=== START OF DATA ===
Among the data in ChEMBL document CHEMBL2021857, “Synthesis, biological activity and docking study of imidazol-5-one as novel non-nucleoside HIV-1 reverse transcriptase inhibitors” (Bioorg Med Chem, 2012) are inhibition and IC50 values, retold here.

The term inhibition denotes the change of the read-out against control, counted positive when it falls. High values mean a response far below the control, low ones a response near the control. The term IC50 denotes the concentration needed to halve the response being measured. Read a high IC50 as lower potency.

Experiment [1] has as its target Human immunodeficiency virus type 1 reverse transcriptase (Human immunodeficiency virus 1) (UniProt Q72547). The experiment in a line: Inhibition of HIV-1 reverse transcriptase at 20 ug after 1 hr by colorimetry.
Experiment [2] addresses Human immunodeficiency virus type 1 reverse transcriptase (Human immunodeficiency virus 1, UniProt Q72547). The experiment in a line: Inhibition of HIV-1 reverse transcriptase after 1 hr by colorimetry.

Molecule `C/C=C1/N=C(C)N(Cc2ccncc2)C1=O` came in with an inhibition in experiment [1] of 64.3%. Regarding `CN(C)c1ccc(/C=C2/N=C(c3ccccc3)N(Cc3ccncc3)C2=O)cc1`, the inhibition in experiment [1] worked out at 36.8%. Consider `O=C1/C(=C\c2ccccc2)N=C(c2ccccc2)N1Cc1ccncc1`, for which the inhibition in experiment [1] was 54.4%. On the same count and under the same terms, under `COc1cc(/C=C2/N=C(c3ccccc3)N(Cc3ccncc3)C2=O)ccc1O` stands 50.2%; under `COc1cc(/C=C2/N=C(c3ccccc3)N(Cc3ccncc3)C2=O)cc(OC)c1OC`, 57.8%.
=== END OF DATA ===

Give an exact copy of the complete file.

Among the data in ChEMBL document CHEMBL2021857, “Synthesis, biological activity and docking study of imidazol-5-one as novel non-nucleoside HIV-1 reverse transcriptase inhibitors” (Bioorg Med Chem, 2012) are inhibition and IC50 values, retold here.

The term inhibition denotes the change of the read-out against control, counted positive when it falls. High values mean a response far below the control, low ones a response near the control. The term IC50 denotes the concentration needed to halve the response being measured. Read a high IC50 as lower potency.

Experiment [1] has as its target Human immunodeficiency virus type 1 reverse transcriptase (Human immunodeficiency virus 1) (UniProt Q72547). The experiment in a line: Inhibition of HIV-1 reverse transcriptase at 20 ug after 1 hr by colorimetry.
Experiment [2] addresses Human immunodeficiency virus type 1 reverse transcriptase (Human immunodeficiency virus 1, UniProt Q72547). The experiment in a line: Inhibition of HIV-1 reverse transcriptase after 1 hr by colorimetry.

Molecule `C/C=C1/N=C(C)N(Cc2ccncc2)C1=O` came in with an inhibition in experiment [1] of 64.3%. Regarding `CN(C)c1ccc(/C=C2/N=C(c3ccccc3)N(Cc3ccncc3)C2=O)cc1`, the inhibition in experiment [1] worked out at 36.8%. Consider `O=C1/C(=C\c2ccccc2)N=C(c2ccccc2)N1Cc1ccncc1`, for which the inhibition in experiment [1] was 54.4%. On the same count and under the same terms, under `COc1cc(/C=C2/N=C(c3ccccc3)N(Cc3ccncc3)C2=O)ccc1O` stands 50.2%; under `COc1cc(/C=C2/N=C(c3ccccc3)N(Cc3ccncc3)C2=O)cc(OC)c1OC`, 57.8%.